A letter to the Scottish Government highlights “serious reservations” held by the community in response to a planned battery storage facility in Cockenzie and Port Seton.

Cockenzie Battery Storage System, led by Sutton Coldfield-based Pegasus Group, would see the installation of three substations and more than 150 battery storage units on land south of Inglis Farm, Cockenzie.

If approved, it would be one of the largest projects of its kind in the UK.

In Scotland, certain applications in relation to energy infrastructure are made to the Scottish Ministers for determination. These cases are administered by the Energy Consents Unit.

Applications for consent for the construction, extension and operation of electricity-generating stations with a capacity in excess of 50 megawatts, such as the planned facility in Cockenzie and Port Seton, fall into this category.

This means that they fall out of the remit of the local planning authority, which in this case is East Lothian Council.

Cockenzie and Port Seton Community Council has shown its support for renewable energy development and infrastructure in the local area but has raised serious concerns at the proposed location of the site.

In the letter, it said: “We would be failing our community if we did not express serious reservations about the proposed siting of the battery energy storage system (BESS).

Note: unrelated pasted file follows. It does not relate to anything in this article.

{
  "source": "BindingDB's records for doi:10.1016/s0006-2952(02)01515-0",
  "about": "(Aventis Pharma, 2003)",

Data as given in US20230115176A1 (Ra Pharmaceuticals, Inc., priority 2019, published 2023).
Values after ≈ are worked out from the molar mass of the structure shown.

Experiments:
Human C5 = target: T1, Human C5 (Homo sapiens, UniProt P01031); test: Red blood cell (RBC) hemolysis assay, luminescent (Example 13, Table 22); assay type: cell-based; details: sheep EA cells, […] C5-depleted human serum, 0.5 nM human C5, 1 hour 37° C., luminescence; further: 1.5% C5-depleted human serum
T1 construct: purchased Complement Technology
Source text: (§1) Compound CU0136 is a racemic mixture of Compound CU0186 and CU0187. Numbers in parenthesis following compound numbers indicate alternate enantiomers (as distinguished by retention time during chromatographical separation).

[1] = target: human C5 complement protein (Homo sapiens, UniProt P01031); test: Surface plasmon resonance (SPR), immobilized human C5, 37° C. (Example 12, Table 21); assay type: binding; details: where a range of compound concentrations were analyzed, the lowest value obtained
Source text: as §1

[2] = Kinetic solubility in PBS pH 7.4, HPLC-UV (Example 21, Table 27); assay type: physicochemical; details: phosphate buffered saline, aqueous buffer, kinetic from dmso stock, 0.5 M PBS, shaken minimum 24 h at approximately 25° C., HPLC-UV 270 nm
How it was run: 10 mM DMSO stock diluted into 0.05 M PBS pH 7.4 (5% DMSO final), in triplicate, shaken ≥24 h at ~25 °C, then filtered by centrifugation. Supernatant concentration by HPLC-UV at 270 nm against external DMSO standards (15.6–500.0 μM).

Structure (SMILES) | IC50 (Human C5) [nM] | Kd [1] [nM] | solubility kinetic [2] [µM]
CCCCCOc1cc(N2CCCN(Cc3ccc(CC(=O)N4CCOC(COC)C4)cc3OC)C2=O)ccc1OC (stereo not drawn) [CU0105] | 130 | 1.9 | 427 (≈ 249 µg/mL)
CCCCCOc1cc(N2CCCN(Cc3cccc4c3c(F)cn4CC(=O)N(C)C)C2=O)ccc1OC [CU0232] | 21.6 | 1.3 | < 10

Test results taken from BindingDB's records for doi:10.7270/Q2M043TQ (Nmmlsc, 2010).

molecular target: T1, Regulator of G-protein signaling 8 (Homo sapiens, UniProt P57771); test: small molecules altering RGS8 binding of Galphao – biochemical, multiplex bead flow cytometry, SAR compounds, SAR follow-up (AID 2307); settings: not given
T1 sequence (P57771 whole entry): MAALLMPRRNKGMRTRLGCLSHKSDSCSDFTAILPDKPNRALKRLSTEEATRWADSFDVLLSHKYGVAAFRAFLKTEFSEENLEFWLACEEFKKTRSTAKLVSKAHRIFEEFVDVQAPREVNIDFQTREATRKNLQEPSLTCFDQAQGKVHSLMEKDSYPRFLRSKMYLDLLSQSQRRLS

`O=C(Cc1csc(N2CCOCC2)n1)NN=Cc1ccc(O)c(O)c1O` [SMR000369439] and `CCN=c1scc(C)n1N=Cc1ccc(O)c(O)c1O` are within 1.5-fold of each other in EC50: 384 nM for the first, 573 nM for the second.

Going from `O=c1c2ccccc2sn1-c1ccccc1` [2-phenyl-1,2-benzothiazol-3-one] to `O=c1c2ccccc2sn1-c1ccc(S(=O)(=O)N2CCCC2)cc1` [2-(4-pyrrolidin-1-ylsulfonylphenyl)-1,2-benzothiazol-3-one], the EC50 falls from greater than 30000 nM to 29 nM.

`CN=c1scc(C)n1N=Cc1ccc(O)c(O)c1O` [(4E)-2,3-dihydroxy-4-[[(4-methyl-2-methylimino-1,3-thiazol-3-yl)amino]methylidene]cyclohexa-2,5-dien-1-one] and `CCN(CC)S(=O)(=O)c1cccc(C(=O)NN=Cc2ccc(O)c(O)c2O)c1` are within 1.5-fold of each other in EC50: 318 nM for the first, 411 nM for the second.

“We understand the requirement for the system and are completely supportive of the development of renewable energy sources and infrastructure.

“However, the proposed site is directly adjacent to residential areas and a children’s play area, and situated so the prevailing south west wind from the site is directly towards a local school, medical centre and residential areas.”

The group also highlighted the “inherent risk” of fire to the nearby community, which will sit upwind from the site.

The letter added: “We understand that fire and explosions are an inherent risk from BESS, and no matter what controls are implemented to mitigate this risk, the only way to eliminate it is to not site the BESS adjacent to and upwind of communities who will be seriously impacted in such an event.”

The group has proposed an alternative site further south at the former coal-handling plant, which it believes would be more suitable and reduce the risks present in the planned site.

It believes that, while this site does not completely eliminate all the risks, it would bring an extra layer of safety to the closest residents.

Additionally, the group believes that the site would be more amenable to the community, as it would ensure the retention of productive arable farmland at the planned site.

A spokesperson for the group added: “We would urge both local and national government to consider the wisdom of such a development in the midst of residential communities.”